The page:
PE-backed iHeart bankruptcy not imminent; negotiations with creditors continue: CapitalStructure

  • Efforts to exchange bonds and loans slow to gain traction
  • Bankruptcy filing could wipe out equity for PE sponsors
  • Bain, THL second largest lenders to the company

By Shasha Dai, CapitalStructure

A bankruptcy filing by iHeartMedia Inc is not yet a certainty even though efforts by the radio and advertising company to exchange its current loans and bonds have been slow to gain traction, a source familiar with the matter told CapitalStructure Wednesday.

IHeart Media is backed by Bain Capital and THL Partners.

Negotiations with the creditors continue and will probably take a few more rounds, the source said.

“These things always have significant rounds of negotiation,” the source said. “It is never the case that somebody is just going to say, ‘OK, that’s fine.’ It’s always the case that people might say, ‘Yeah, we kind of like those things. We don’t like those things. We would like to have more.’”

“The process will continue to play itself out,” said the source.

A deadline to tender existing term loans expired last week with a “significant number” of term-loan lenders participating, the source said, declining to be specific. If less than 50 percent of the principal amount of the term loans is tendered, iHeart could not complete an exchange offer for its priority guaranteed notes but can still choose to close only on the tendered loans.

The low levels of participation from lenders and bondholders so far triggered market speculation that iHeart may have to file for bankruptcy.

The source told CapitalStructure that much is at stake for various stakeholders and that a Chapter 11 filing threatens to wipe out significant value of one of the largest radio-station operators and outdoor advertisers.

For one, holders of iHeart’s 2021 senior notes would receive zero recovery in a bankruptcy scenario.

Under the company’s exchange offer, the holders of the 2021 senior notes will receive new 2023 senior secured notes or a combination of new notes and common equity, depending on levels of participation.

Second, in a bankruptcy scenario, iHeart would not be able to separate its media and outdoor advertising businesses — an initiative the company has said would unlock significant value.

Despite the healthier operations and cash flow of the outdoor-advertising business, the equity of that unit has been trading at steep discounts compared with its peers primarily because of its association with the broader iHeart platform, the source said. From a strategic perspective, the radio and outdoor advertising businesses do not make sense to be together, he added.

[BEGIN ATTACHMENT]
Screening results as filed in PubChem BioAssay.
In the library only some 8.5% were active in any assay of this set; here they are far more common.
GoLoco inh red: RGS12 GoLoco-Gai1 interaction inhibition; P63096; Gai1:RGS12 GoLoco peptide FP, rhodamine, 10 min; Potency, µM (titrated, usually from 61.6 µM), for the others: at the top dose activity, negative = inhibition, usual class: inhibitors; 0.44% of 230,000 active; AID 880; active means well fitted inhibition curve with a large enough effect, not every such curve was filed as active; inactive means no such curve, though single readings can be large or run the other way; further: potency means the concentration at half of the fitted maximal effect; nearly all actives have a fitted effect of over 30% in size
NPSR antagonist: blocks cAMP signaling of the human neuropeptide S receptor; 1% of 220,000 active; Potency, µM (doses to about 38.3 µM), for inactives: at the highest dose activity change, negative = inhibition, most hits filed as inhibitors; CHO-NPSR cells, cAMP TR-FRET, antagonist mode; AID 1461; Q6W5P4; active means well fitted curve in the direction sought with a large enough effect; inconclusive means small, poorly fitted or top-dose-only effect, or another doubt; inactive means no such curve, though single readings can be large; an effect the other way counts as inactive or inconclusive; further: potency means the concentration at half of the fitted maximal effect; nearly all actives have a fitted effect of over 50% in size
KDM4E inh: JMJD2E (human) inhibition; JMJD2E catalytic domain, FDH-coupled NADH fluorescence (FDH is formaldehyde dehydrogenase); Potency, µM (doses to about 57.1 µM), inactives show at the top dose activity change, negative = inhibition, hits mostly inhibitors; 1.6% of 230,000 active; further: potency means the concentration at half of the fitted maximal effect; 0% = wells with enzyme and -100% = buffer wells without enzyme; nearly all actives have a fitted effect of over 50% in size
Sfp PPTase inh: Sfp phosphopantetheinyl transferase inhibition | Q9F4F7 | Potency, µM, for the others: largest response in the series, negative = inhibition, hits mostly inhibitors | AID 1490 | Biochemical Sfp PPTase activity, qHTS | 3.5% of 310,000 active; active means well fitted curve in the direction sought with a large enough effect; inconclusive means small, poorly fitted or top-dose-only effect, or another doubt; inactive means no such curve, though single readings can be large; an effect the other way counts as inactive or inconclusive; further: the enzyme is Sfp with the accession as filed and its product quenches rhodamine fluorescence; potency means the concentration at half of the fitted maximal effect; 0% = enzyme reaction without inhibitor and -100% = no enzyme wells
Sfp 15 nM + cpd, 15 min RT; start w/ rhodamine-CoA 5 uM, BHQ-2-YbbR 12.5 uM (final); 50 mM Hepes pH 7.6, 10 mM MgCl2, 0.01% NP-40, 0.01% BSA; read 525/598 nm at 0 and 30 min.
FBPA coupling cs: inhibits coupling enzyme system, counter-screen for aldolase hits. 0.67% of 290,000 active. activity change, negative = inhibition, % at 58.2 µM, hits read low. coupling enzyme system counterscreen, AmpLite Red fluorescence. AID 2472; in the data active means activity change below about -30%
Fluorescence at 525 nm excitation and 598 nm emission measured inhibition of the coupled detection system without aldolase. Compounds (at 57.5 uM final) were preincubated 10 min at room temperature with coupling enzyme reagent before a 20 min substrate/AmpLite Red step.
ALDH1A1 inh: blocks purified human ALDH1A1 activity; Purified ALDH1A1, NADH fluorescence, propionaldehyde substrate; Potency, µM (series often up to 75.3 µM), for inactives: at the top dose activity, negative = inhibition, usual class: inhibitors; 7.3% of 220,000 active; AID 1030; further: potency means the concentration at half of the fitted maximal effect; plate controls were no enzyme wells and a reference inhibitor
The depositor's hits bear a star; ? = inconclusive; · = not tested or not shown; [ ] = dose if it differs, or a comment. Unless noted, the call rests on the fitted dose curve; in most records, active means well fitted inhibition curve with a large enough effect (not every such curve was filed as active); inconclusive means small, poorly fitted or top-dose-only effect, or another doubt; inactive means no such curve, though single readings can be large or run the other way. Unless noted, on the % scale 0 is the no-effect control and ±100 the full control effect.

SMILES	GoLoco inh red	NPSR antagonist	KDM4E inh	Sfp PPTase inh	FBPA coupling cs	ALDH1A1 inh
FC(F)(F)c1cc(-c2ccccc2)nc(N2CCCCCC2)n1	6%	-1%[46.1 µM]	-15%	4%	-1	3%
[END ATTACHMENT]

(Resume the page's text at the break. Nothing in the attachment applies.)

A bankruptcy filing, however, would drag out the separation for years — if the spinoff is at all possible. It would also hurt the iHeart brand and its goodwill with customers and partners, and create a drain on its value in the form of legal fees and other bankruptcy-related expenses.

In addition, much is at stake for iHeart’s private-equity sponsors, Bain Capital and THL Partners, which closed their buyout of iHeart, then known as Clear Channel Communications Inc., in 2008 for $17.9 billion.

Over the years, Bain and THL had bought iHeart debt and currently own some $1.2 billion in term loans collectively, making the firms the second largest lender to the company.

Although the loan investment turned out to be highly profitable for Bain and THL, the loans are undersecured, which would mean a more limited recovery in a bankruptcy scenario.

“I think this is a case that because of the unusual undersecured nature of the senior debt, it is not very attractive for the debtor to be in bankruptcy,” the source said.

Near-term maturities

iHeart does have coupons due in the summer. According to calculations of figures disclosed in SEC filings, the company faces a $96 million cash coupon payment on June 15 across two series of notes; another $5.6 million cash payment on July 15; and $100.8 million cash from one series of bonds and $16.8 million payment-in-kind on another on Aug. 1.

As of Dec. 31, iHeart had $845 million in cash, including $542 million at its Clear Channel Outdoor unit, pointing to net cash of about $303 million as of that date.

In February, CCO declared a dividend to its shareholders, with iHeart disclosing it has received some $254 million of the dividend as CCO’s largest shareholder. That brought iHeart’s total cash position to roughly $557 million — sufficient to cover its summertime coupon payments.

The source said he believes value can be created for both the lenders and iHeart “by negotiating what makes sense for the vast majority of the lenders.”

—Anthony Canale at sister publication Covenant Review and Matt Fuller at sister publication LevFin Insights contributed to this article.

Note: This story was first published by CapitalStructure, a sister publication to Buyouts. For more information about CapitalStructure, contact Shasha Dai at

Singer Jon Bon Jovi performs with his band Bon Jovi during the 2012 iHeart Radio Music Festival at the MGM Grand Garden Arena in Las Vegas on Sept. 21, 2012. Photo courtesy Reuters/Steve Marcus